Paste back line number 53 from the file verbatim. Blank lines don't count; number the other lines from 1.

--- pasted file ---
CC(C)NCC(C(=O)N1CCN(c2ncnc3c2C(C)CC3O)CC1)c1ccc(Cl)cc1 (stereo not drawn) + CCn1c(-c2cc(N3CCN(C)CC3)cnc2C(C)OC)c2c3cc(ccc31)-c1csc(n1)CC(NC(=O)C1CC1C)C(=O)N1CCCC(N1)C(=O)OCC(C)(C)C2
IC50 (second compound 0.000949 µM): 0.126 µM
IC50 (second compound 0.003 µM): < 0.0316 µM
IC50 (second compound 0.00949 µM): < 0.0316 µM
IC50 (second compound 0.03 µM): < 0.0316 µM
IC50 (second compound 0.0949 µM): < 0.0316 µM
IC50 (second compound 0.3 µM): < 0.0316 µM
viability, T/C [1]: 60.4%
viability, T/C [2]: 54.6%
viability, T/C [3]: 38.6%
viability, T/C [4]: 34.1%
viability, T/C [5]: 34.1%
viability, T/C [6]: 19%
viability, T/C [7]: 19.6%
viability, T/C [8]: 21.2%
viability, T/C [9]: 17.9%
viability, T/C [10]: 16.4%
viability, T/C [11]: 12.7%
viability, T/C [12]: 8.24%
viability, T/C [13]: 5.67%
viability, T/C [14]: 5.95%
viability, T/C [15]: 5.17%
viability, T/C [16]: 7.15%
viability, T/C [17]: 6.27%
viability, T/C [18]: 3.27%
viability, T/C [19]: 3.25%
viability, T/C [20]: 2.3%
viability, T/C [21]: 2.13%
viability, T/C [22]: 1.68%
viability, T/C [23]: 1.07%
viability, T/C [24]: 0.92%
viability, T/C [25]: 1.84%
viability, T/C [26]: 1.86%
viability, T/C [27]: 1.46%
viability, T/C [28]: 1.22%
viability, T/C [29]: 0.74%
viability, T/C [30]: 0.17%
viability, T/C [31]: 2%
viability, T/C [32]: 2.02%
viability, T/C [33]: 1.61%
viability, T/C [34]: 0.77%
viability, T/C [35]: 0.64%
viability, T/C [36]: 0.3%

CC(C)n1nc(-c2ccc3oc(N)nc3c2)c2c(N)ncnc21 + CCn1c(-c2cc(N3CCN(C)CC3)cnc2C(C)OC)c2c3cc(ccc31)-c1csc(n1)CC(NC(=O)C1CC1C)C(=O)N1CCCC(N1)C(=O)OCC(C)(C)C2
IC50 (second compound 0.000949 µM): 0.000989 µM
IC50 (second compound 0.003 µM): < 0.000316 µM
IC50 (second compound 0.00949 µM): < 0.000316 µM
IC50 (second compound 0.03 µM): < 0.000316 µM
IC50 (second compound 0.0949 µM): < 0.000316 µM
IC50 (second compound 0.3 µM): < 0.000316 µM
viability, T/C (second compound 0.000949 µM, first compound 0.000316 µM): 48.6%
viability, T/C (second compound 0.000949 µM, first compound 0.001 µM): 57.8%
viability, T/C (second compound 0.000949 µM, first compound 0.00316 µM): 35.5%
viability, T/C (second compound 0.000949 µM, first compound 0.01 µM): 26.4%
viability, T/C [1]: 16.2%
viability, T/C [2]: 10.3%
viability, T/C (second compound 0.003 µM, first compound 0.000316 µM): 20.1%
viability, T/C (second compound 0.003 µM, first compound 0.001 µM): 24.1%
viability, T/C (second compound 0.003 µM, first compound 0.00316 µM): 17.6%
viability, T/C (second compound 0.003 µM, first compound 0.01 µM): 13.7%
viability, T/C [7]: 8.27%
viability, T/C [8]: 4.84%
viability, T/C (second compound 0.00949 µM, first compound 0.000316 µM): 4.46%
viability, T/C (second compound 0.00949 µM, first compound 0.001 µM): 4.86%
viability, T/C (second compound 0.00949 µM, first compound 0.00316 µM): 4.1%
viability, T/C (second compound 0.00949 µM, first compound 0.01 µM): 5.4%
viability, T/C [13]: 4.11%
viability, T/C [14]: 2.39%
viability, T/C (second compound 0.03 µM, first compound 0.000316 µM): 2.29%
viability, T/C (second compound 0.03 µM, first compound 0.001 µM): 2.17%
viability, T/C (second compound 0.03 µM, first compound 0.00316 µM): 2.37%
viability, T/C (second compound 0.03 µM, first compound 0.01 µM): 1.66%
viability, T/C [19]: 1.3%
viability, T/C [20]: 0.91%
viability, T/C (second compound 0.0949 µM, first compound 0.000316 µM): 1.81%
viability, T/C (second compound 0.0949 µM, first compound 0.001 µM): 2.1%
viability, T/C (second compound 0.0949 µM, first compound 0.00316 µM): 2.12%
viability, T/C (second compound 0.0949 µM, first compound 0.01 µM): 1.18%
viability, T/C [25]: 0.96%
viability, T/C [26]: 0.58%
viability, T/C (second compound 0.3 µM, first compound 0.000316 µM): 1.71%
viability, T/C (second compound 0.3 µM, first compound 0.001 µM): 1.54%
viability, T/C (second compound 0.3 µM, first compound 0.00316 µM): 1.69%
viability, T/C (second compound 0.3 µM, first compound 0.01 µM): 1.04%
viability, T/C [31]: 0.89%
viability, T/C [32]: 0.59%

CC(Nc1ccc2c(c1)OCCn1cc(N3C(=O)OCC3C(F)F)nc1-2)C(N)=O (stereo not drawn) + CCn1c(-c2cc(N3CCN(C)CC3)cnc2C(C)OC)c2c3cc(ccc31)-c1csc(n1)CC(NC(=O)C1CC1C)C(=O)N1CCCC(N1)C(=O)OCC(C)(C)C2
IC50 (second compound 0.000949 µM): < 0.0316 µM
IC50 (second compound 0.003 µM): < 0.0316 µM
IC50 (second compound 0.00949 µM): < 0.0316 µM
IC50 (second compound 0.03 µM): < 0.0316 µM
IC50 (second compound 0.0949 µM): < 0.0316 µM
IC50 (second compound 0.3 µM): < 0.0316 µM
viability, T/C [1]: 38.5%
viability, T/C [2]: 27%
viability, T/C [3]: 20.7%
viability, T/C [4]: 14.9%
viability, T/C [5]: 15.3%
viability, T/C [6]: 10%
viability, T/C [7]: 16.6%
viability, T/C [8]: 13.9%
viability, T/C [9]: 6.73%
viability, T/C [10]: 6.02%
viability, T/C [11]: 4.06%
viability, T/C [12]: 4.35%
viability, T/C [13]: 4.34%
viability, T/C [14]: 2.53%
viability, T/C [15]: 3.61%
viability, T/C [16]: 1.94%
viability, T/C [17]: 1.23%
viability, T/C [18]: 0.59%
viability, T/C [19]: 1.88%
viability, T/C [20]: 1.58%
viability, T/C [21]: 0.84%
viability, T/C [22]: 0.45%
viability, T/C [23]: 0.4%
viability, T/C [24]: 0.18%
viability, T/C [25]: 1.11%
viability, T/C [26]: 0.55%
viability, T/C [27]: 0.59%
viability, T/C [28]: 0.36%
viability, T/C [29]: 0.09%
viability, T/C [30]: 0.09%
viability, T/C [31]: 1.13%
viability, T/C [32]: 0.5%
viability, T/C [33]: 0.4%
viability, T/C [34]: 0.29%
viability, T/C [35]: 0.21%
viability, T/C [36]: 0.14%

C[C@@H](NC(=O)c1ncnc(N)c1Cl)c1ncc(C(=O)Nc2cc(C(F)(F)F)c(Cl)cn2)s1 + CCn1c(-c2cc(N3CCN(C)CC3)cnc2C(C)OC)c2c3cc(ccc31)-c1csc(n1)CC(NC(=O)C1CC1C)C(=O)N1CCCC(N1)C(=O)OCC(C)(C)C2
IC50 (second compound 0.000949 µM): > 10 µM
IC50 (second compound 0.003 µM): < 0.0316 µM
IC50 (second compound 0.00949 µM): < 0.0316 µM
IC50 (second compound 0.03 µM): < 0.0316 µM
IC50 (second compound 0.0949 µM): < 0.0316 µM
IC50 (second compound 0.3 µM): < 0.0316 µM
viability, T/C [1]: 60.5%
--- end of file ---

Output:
viability, T/C (second compound 0.000949 µM, first compound 0.00316 µM): 35.5%